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    My Ongoing Quest to Define a “Culture of Learning”

    Updated on: Apr 5th, 2012
    Data Visualization
    ,
    A collage of a calendar, paperclip, papers, and a presentation board.

    Data, research, and evaluation have been on everyone’s radar for a while now. Schools took data seriously after NCLB in 2001, and nonprofits and their donors are also starting to take a closer look at their numbers.

    Data’s exciting, but using data to inform action is even better. But how exactly do we use data?

    Everyone seems to agree that building an organizational culture of learning (within the school, youth center, etc.) is important. And how exactly do we build an organizational culture of learning?

    In my quest to find resources about organizational learning, I’ve found that there’s little agreement or clarity about what a “culture of learning” really means.

    Here’s my running list of what an organizational “culture of learning” might look like:

    • There are organizational policies and procedures in place that fit Michael Quinn Patton’s description of a fully integrated and highly valued internal evaluation system
    • Evaluation is institutionalized. Every program, department, project, etc. has a logic model, collects their own data, and uses it.
    • The logic models are made with SMART goals in mind
    • Programs collect quantitative and qualitative data
    • Qualitative data collection, like interviews and focus groups, is culturally-competent
    • Programs use formative and summative assessments to guide decision-making
    • Formative assessments are woven into the program’s design – for example, an advocacy program in which youth to testify to local congressmen will need to teach youth about public-speaking skills, so why not design simple rubrics to assess their progress in their public speaking skills over time? Youth are hungry for feedback and love seeing their own improvement over time.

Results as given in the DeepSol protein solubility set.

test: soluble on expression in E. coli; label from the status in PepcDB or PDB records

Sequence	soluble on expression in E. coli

• Staff members take an initiative to monitor data without nudging from evaluators
    • Evaluation results get used to improve programs
    • Staff members demonstrate critical thinking skills when thinking and talking about their program
    • Staff members demonstrate depth of knowledge when thinking and talking about their program
    • Capacity building takes place on a day-to-day basis
    • Evaluation is conducted because everyone wants to improve programming, not because a report is due to funders.
    • Curiosity about outcomes. The staff members start with some research questions, and then you find some answers in the data together, and the staff members have even more questions.
    • Staff members comment, “These numbers are great, but how can we measure progress??” Staff understand that measuring outputs is not the same as measuring outcomes.
    • Staff want feedback, especially individual feedback, so they can improve their work.
    • Staff want to design satisfaction surveys and are genuinely concerned about the participants’ experiences.
    • Staff look forward to discussing results together.
    • Staff learn about about another organization’s performance management system or read evaluation reports about other agencies and comment, “But this doesn’t really tell me anything… They didn’t even say whether the youth benefited! They just flashed some numbers are talked about how many people were served.”

    What did I miss?

    More about Ann K. Emery
    Ann K. Emery is a sought-after speaker who is determined to get your data out of spreadsheets and into stakeholders’ hands. Each year, she leads more than 100 workshops, webinars, and keynotes for thousands of people around the globe. Her design consultancy also overhauls graphs, publications, and slideshows with the goal of making technical information easier to understand for non-technical audiences.

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